Commercial video games as preparation for future learning
- In the field of digital game-based learning there has been much focus on the development of educational games—games designed specifically to teach. Attention has also been paid to commercial, off-the-shelf (COTS) games, but that work has focused mostly on the motivation, engagement, and community participation engendered by such games. Relatively little work has been done to examine the potential of incorporating COTS games into formal curricula, and to the best of my knowledge no one has studied what school-relevant learning benefits might accrue from simply playing COTS games in one's leisure time. This dearth of research is unsurprising: there is no reason to expect that games designed entirely to entertain would produce learning benefits on school content that are measurable by traditional assessments. A novel assessment framework called Preparation for Future Learning (PFL), however, is designed specifically to measure immature forms of knowledge that traditional assessments miss, by incorporating learning resources into the assessment process to determine what test takers' immature knowledge has prepared them to learn. In this study, I used the PFL framework to investigate whether being randomly assigned to receive and play one of two COTS games (Call of Duty 2, n = 34, or Civilization IV, n = 35) at home over the course of five weeks would prepare community-college students to learn from a lecture about World War II compared to a control condition that received no game (n = 33). Learning was measured by performance on pre- and post-lecture multiple-choice tests comprising items from the National Assessment of Educational Progress (NAEP), the California Standards Test (CST), and a purpose-built test from a World-War-II study guide produced by the company SparkNotes. Results indicated no condition differences in performance on the pre-lecture test but a significant positive effect of gameplay on the post-lecture test, suggesting that gameplay experiences had prepared participants in those conditions to learn more from the lecture. Additionally, responses to open-ended questions about two scenarios that had not been covered in the lecture suggested that the two games had influenced participants' attention to the lecture differently: CoD2 players were more attentive to local tactical elements, and Civ4 players to global strategic elements. Demonstrating school-relevant benefits of COTS gameplay strengthens the broader argument for digital game-based learning, suggests that educators could leverage recreational gameplay with appropriately designed formal instruction, and shows COTS game designers that incorporating even modestly school-relevant experiences in their games could help their players without compromising the appeal of their games.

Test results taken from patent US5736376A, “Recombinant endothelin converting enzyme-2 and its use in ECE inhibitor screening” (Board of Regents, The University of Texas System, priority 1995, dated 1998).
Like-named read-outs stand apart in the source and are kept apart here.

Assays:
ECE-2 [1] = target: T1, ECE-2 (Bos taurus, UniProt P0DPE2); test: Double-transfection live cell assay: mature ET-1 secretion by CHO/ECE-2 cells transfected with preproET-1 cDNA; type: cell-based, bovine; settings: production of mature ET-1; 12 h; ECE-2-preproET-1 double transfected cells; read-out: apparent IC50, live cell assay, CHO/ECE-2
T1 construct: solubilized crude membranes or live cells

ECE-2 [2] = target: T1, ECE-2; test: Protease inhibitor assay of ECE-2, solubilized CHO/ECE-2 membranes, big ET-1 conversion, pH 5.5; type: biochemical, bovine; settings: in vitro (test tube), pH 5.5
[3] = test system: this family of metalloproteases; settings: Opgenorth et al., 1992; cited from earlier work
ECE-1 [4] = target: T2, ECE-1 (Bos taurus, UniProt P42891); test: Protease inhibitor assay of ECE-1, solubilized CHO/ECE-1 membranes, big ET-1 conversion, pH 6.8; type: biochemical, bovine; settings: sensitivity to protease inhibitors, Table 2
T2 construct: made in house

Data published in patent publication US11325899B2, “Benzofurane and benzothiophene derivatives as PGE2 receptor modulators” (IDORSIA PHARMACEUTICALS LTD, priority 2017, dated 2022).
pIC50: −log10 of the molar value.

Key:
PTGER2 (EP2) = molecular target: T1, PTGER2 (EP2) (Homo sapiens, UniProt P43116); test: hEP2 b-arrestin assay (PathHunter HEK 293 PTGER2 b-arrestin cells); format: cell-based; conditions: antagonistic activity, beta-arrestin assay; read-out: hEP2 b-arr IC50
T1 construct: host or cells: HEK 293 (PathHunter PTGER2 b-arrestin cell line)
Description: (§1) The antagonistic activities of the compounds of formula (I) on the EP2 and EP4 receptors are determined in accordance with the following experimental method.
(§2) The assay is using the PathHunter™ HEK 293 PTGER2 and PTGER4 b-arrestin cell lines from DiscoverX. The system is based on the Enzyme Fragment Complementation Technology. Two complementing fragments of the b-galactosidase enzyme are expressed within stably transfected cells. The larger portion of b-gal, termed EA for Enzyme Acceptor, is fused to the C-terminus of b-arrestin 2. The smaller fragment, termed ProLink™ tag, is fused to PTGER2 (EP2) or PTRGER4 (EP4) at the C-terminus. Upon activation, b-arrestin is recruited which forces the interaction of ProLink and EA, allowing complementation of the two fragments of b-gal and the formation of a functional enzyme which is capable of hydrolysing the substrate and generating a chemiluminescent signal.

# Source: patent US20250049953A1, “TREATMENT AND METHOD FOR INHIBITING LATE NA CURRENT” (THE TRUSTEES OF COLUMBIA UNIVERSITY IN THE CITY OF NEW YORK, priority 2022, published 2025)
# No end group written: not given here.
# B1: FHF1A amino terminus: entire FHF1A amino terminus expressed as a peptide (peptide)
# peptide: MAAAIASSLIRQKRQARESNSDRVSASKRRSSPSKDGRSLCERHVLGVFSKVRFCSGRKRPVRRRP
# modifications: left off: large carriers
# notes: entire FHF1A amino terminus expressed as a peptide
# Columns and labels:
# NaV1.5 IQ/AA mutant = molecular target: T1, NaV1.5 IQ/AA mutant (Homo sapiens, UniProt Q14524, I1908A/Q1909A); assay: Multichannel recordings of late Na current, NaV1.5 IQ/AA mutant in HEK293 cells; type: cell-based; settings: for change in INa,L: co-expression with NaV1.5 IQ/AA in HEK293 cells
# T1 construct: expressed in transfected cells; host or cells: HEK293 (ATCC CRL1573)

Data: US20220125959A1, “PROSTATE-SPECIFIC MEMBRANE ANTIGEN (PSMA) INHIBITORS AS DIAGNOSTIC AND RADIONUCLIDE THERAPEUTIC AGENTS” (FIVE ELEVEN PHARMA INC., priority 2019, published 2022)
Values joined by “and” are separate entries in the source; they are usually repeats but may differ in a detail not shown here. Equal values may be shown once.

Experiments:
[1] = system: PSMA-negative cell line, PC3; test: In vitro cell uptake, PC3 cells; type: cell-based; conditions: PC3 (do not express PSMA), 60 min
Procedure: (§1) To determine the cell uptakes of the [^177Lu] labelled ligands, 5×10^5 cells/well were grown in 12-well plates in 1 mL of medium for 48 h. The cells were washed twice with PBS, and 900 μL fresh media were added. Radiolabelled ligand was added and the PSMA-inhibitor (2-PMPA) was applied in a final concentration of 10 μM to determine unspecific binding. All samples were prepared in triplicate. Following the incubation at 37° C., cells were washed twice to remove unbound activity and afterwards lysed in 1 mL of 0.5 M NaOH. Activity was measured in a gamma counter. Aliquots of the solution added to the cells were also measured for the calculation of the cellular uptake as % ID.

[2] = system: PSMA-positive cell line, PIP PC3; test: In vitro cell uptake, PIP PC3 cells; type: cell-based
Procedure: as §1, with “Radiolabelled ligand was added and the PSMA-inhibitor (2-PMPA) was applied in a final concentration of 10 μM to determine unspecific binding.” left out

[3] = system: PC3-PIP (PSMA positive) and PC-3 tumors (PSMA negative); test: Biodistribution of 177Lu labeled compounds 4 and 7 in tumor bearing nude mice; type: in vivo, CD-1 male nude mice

|Type of resource
|electronic; electronic resource; remote
|1 online resource.
|Arena, Dylan Andrew
|Stanford University, School of Education.
|Schwartz, Daniel L
|Schwartz, Daniel L
|Statement of responsibility
|Submitted to the School of Education.
|Thesis (Ph.D.)--Stanford University, 2012.
- © 2012 by Dylan Andrew Arena
- This work is licensed under a Creative Commons Attribution Non Commercial Share Alike 3.0 Unported license (CC BY-NC-SA).
Also listed in
Loading usage metrics...